For example, “This text needs to pop a little more” may sound helpful on the surface, but that can actually mean brighter colors to 1 person, increased font size to another, and a shadow effect to someone else. “I love the way the text pops in the header of this design” shows that direction implemented in a specific way, so that neither the project manager nor the client has to figure out that it’s the layered gradients or the Knockout font that defines the “pop” for them.

Avoid Being Too Prescriptive With Creative Direction
This is where the project manager comes back in. The client is fairly free to give feedback however makes the most sense to them. Sometimes that means they’ll say, “I need this color 6 shades lighter, and this apple changed to a duck.” Designers have heard this before, and even though these requests can be frustrating at best, insulting at worst, if they’re used to interacting with clients they’ll be happy to consult with their project team and deliver some options. But with a project manager in the mix, there’s an opportunity to use framework like “The client suggested … but they’re totally open to your suggestions to make this successful” and “You’re definitely going to know best on this, but what about…” When it’s possible to do so, this will always be much better received than a directive to turn apples into ducks.

If you’re a client looking to improve your communications with designers you hire, consider going back to the second tip in this post: using examples to convey the types of designs and treatments you like, instead of saying exactly what you want to see and how you want to see it.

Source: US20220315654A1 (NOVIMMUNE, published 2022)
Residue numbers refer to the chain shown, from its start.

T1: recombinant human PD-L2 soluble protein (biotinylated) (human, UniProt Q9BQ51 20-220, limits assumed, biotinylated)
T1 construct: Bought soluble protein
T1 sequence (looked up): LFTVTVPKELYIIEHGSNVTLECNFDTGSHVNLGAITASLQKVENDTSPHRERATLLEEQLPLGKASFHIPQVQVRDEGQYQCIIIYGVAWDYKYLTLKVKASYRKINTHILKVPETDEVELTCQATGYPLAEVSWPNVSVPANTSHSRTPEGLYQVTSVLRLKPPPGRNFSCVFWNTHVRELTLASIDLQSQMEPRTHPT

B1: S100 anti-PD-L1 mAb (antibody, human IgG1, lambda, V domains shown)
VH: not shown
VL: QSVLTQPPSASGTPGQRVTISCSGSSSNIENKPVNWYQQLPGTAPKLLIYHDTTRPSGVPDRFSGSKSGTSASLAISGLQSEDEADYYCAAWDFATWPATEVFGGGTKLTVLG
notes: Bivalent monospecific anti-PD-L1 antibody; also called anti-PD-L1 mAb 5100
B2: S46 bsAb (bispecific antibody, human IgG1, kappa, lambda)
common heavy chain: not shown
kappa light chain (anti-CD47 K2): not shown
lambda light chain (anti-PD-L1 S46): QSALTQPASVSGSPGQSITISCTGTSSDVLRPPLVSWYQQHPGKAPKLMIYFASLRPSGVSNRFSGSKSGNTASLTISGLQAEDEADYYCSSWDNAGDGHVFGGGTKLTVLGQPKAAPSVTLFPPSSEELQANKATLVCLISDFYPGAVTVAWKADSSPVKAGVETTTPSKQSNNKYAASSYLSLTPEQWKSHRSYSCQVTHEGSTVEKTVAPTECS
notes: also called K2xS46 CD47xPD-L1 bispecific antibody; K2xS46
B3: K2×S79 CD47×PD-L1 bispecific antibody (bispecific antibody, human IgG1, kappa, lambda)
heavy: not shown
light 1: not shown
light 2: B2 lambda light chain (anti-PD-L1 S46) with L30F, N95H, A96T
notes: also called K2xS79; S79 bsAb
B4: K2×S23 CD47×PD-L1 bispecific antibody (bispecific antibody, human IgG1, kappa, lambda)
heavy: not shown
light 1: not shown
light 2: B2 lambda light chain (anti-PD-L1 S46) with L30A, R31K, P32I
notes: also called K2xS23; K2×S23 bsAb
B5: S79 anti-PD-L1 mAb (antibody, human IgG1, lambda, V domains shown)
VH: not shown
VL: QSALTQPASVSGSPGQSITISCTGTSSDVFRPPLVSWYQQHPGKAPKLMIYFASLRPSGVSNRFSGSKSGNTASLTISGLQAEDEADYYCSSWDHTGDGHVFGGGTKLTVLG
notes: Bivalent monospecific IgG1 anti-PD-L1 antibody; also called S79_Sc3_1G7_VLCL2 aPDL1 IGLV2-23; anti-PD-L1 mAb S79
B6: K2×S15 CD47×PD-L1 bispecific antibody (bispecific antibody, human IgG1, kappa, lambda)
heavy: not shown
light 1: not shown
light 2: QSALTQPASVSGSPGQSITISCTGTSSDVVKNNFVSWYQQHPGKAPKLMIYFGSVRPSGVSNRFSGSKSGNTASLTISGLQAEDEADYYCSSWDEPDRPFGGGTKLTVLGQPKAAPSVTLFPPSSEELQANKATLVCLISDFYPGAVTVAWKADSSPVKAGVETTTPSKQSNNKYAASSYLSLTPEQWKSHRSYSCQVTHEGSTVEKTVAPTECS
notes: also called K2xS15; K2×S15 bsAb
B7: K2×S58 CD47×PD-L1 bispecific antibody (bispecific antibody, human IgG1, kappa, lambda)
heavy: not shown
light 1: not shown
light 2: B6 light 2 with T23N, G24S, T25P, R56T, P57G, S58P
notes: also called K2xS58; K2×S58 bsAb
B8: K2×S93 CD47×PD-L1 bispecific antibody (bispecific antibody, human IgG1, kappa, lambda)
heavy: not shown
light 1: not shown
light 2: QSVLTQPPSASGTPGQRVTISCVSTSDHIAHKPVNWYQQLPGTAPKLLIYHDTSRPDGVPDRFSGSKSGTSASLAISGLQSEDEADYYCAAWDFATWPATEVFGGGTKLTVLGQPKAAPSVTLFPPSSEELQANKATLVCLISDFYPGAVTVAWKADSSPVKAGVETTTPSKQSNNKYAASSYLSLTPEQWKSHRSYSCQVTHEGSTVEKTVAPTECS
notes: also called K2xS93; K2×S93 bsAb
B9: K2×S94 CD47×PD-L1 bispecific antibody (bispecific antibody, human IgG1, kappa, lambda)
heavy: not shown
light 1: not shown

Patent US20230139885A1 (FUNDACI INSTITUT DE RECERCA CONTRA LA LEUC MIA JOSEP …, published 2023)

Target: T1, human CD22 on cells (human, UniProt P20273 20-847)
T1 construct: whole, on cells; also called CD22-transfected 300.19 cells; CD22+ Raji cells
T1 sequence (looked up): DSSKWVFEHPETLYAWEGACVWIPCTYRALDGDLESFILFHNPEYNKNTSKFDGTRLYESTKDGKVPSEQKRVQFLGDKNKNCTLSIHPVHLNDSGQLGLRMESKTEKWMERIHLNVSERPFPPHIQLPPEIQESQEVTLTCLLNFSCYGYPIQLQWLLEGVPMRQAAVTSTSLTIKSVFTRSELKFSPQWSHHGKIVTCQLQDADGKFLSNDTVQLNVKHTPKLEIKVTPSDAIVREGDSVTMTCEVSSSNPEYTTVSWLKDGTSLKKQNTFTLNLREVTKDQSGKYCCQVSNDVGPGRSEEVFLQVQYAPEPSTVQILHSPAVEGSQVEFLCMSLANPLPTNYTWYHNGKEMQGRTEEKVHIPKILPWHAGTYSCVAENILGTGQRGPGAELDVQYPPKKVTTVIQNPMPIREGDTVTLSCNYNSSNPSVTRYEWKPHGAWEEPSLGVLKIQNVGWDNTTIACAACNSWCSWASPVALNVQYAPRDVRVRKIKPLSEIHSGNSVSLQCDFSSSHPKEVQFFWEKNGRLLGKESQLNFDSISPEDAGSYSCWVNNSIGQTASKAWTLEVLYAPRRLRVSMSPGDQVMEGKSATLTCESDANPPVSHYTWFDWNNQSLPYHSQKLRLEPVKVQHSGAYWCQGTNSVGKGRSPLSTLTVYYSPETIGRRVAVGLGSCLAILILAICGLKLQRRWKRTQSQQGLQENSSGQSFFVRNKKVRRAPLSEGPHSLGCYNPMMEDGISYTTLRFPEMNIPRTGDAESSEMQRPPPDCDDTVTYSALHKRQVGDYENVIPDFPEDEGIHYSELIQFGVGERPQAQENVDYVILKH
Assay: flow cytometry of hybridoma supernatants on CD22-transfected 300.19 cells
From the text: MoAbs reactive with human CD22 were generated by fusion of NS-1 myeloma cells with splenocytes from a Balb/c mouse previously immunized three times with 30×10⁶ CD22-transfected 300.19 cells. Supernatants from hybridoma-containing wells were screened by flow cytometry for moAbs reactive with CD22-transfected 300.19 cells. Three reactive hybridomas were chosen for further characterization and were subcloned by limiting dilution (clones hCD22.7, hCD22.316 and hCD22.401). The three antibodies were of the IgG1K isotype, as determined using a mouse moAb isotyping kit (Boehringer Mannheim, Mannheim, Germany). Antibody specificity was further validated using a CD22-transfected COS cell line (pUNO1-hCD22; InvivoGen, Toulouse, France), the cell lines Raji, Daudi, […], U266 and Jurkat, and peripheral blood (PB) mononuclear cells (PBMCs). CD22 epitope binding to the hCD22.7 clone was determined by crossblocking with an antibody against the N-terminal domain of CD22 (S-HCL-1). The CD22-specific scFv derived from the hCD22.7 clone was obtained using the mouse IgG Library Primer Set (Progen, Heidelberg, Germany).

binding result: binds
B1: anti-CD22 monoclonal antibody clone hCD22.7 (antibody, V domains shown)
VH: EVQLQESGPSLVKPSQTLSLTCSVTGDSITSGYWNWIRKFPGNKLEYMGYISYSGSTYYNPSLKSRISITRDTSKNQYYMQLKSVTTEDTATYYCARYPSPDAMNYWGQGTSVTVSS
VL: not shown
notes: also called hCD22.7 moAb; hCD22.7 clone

If you’re a project manager, do your best to filter client feedback through a lens that inspires the designer to generate solutions, rather than putting them into a box. Remember that explaining any “why” information you receive is critical. So, not “The client wants this section bigger” but “We’ve learned that this stat is the most important focal point for the client — it’s the 1 point they want the viewer to walk away with at the end. They suggested making it bigger, but anything you can add to make it clear that this stat is the most important takeaway for the viewer will really help with their goals.”

Again, exceptional designers will be able to process feedback in any form it comes to them, but non-designers can definitely play a role by trying to see the project through a designer’s eyes instead of approaching them the same way they would approach an analyst or marketer.

Final Notes
In general, the guidance for non-designers communicating with designers is similar to that for any 2 groups from different backgrounds — remember that your life experiences are different, your daily work lives are different, and therefore your vocabularies and ways of communicating are different. When you remain open to that understanding, you’re already progressing toward improved communications and professional relationships.

Lucy Todd

Author Lucy Todd

Lucy Todd is the Chief Process Officer at Killer Visual Strategies. She is a Seattle native and Western Washington University graduate. Her degree in Creative Writing and her customer service background both inform her work daily. A Killer employee since 2011 and executive since 2014, Lucy has researched for, written, and/or project-managed over 4,000 projects for the company, affording her key insight into our processes and projects. This experience is invaluable in allowing her to lead and empower Killer’s content and project management teams to success. Lucy enjoys managing the day-to-day at the office, offering a unique perspective when a team or colleague feels stuck, and learning from her peers and clients each day.